Saturday, December 12, 2009

Finishing Thoughts?

Now that the semester is just about over, our group has finished working at the youth center. And so I’ve become, as one tends to at the end of things, introspective and retrospective. Outrospective?

I’ve been thinking about the words we use. “…our group has finished working…”

“Finished” has such a finality to it, along with an implication of a task being completed. As in, I finally finished that paper. I see the word there and, for me specifically, it lacks an appropriate sense of accomplishment. I recall racing through tests as a kid and slapping it down on the teacher’s desk, saying, almost yelling, “Finished!” I would do that smiling and happy, but the glee was more from completion than the journey. “Finished,” then, strikes me as a combative word. What else could I say though?
I’m done working…
I’m through working…
I’ve terminated working…
I’ve ceased working… That might work, but the sentence then feels like we faded away, like an over-irrigated stream fades into the desert. “Concluded” could work, but it’s awfully sterile. I know I’m being picky, but the though process is the point.

“Working” has been more problematic all semester. I resist using the word “teaching” because that carries more weight than I’m comfortable with, and often what we’ve been doing resembles leading them through activities. Some might say that’s teaching, or even better, facilitating. That’s better (the kids, by the way, will not like the idea of the group being a class), but it still feels off. I’ve been having a lot of feelings lately.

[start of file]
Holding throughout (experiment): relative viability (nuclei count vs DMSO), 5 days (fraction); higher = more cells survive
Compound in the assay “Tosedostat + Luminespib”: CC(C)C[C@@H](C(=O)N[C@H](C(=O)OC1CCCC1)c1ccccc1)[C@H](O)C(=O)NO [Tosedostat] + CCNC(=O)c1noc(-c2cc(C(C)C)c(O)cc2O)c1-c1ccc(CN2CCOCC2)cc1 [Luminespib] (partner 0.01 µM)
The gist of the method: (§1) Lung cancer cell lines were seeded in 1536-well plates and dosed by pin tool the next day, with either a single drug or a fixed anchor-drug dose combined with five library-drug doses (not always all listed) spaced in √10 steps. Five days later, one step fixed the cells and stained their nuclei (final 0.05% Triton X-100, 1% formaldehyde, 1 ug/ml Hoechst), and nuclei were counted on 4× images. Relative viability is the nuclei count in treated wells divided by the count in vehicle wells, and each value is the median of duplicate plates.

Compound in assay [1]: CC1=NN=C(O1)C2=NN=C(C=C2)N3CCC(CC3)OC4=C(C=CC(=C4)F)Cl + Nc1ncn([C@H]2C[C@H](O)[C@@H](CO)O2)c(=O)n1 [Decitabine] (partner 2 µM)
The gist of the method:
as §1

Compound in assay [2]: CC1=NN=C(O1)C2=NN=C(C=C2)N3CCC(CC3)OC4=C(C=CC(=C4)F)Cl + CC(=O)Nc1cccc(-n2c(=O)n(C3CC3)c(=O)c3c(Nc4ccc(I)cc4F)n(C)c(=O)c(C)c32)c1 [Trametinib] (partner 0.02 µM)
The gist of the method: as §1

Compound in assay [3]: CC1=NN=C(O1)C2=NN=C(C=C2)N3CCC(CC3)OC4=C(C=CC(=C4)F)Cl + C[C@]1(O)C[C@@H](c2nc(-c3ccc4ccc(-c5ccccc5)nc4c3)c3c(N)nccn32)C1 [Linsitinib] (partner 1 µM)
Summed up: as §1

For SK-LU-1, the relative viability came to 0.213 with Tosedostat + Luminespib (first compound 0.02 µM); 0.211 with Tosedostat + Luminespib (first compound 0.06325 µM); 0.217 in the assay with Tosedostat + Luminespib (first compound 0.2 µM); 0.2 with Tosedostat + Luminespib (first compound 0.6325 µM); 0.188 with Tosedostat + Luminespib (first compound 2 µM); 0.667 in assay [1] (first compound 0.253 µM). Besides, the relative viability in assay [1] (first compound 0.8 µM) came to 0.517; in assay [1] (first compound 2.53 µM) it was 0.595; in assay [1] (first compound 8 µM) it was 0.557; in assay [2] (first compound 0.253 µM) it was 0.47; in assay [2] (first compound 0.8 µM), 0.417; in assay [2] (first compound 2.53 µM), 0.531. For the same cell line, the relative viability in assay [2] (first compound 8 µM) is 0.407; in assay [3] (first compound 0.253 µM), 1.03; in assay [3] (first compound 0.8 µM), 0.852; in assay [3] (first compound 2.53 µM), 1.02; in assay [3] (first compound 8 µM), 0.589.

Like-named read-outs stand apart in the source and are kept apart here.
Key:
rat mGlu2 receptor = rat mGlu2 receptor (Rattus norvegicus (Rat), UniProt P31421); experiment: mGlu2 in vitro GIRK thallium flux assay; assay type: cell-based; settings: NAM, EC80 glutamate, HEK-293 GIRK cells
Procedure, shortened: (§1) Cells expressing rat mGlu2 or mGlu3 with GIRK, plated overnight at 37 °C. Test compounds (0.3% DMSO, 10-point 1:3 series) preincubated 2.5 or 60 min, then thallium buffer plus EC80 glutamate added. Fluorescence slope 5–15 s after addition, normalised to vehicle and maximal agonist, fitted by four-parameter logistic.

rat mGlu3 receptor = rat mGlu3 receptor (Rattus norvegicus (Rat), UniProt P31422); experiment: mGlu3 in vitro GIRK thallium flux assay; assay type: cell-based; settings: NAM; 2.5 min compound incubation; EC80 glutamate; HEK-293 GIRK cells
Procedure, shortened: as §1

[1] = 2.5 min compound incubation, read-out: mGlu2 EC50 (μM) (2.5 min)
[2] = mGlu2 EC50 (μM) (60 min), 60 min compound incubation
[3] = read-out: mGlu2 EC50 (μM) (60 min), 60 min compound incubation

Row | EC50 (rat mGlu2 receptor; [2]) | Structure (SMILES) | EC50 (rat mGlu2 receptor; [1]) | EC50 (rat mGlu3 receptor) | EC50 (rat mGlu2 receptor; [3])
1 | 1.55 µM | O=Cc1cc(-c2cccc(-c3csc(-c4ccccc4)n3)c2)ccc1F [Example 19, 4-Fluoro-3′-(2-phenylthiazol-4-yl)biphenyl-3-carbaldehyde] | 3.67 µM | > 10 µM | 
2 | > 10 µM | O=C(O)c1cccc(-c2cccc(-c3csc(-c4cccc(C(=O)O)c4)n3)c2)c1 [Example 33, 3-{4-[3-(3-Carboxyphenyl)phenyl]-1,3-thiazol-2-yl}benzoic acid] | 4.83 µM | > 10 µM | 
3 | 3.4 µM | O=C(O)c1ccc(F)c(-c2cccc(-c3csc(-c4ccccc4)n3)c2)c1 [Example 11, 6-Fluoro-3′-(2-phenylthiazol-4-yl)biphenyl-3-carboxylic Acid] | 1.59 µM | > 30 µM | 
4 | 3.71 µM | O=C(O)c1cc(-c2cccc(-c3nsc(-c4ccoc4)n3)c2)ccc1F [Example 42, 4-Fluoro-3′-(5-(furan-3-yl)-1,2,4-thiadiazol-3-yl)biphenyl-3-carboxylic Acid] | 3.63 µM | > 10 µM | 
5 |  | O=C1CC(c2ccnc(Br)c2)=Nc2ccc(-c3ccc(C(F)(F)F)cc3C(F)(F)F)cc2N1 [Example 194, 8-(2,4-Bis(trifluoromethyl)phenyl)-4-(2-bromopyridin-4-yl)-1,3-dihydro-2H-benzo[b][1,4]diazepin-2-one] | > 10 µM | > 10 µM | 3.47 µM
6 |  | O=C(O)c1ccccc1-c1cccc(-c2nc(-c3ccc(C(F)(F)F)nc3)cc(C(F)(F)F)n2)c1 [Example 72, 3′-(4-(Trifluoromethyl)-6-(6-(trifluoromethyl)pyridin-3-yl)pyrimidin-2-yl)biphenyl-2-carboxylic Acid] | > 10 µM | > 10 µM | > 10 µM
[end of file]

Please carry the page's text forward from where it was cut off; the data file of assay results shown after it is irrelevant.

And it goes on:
I’ve settled on calling them, generally, “sessions.” Not classes, meetings, or otherwise. People have asked what we do at the youth center.
We have sessions…
We do sessions…
We have a writing group…
We lead a writing group…

I had to stop myself several times from saying “volunteering.” We don’t get paid, of course, which is the main definition, but we do this work for a class. Even though one we elected to take it, there work is ultimately mandated.

The kids (students? members? attendees? So many word choices!) understand this, I believe, in a strong but unspoken way. Ultimately, the method for getting the writing group to work was simply showing up continually. This raises more questions, especially with continuity and the end of a semester.